Stillwater News Press

December 22, 2012

Stillwater's Kennedy Monday emerging from father's shadow

By Nick Snow
Stillwater NewsPress

STILLWATER, Okla. — Most high school parents typically have a problem getting their kid to listen to them, and when he’s at home Stillwater High School freshman Kennedy Monday is undoubtedly no exception. But as soon as he steps on the wrestling mat, it becomes almost impossible to block out his father’s voice.

That’s what happens when your dad is three-time Olympian and 1988 gold medal winner Kenny Monday.

“I always hear him and I always listen to him,” Kennedy Monday said. “It’s amazing. It really is a blessing to have a dad that’s there and wants to help me succeed.”

But having a famous father comes with a price. Don’t believe it? Just ask Stillwater coach Doug Chesbro and sophomore Joe Smith.

Both have fathers who are coaching legends down the street at Oklahoma State, with Smith’s dad John Smith as the Oklahoma State coach.

“I know for a fact there is (added pressure),” Chesbro said. “I’ve been in that same situation myself and I know there is. Part of my job is not only to pick a kid up and get him going, but to keep him grounded too. I spend a lot of time trying to touch base with Kennedy, staying involved with him and get him to have fun. It’s important that he doesn’t constantly think about having to live up to anything. He has an opportunity to be a kid and go out there and have fun.

“There’s no place he goes in the state that he doesn’t step on the mat and somebody will point a finger at him and say, ‘That’s Kenny Monday’s son. Take a look at him and let’s watch him.’ That’s not always the most fun thing in the world. Some kids thrive on that kind of attention and some kids kind of clam up and that’s a hindrance to them. So far, it hasn’t been too much of a detriment to Kennedy, but I know after a long season it kind of wears on you just a little bit.”

This isn’t Monday’s first rodeo, though. Ever since he started wrestling as a young boy, he knew people were going to hold him to a higher standard because of his father’s legacy.

“I don’t really feel the pressure any more,” Monday said. “I just go out there and wrestle my hardest. I mean, yeah, my dad is usually in the stands but there’s only so much he can do from up there. It’s up to me to go out there and wrestle as hard as I can.”

Now that he’s joined the high school ranks, that pressure may amplify a little bit — especially as Stillwater inches closer and closer to the state tournament. So far this season, Monday has been nearly flawless in his approach but Chesbro said feeling that pressure might be good for the up-and-coming Pioneer 106-pound star.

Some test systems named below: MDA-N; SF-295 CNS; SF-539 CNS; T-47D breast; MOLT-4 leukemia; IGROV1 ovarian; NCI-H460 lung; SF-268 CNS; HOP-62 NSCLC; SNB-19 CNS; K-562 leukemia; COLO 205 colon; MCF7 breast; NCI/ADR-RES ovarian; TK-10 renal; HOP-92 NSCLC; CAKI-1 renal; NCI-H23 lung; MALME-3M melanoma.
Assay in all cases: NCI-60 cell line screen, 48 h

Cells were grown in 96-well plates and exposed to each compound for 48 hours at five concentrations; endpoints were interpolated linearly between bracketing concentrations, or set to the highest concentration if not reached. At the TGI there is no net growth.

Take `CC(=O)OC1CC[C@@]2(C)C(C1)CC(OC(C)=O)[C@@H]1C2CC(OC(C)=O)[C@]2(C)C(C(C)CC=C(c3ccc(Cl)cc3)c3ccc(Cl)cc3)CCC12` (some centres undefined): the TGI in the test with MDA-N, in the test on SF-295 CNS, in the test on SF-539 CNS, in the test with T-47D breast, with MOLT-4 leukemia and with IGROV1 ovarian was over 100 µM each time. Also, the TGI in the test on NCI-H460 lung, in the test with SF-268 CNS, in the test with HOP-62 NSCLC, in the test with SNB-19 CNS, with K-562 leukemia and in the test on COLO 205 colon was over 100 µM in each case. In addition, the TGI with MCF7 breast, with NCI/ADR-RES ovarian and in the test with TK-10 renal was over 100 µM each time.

“There’s nothing wrong with knowing that you have something to live up to,” Chesbro said. “As a matter of fact, it takes a little bit of pressure to make a diamond. He will either respond to that pressure or he’ll have things put on instead of having them put on someone else.”

It also doesn’t hurt that one of Monday’s training partners is Joe Smith — who went through this same ordeal last year en route to a state championship.

“I’ve actually learned quite a bit from Joe,” Monday said. “You can’t get much better training from a guy that won state last year. Our dads are friends, so we naturally have a real good bond and just click together. We’re both pretty good friends, so it helps having him there with me.”

“It seems like Joe spends at least a little bit of time each and every day grabbing Kennedy and if nothing else just rolling around on the mat with him,” Chesbro said. “… Being just a year older, he’s been through it once. If he can help guide Kennedy just a little bit and help get him closer to that ultimate goal of winning a state championship, that’s awesome and I hope Joe continues that.”

With an Olympic champion father, the son of a legendary coach instructing him and a friend who knows exactly what he’s going through, Monday may have more advice than he can handle.

But when he steps in the circle under the spotlight and he’s one-on-one with an opponent, none of that matters.

“The biggest thing is that Kennedy has to be his own wrestler,” Chesbro said. “We all can give him all the advice he wants to hear, but eventually what it all boils down to is what he chooses to do while he’s wrestling. It’s all up to him. I know the advice Kenny gives in the stands would probably be about the same thing I’d be telling him, but Kennedy is the only one whose out there actually wrestling.”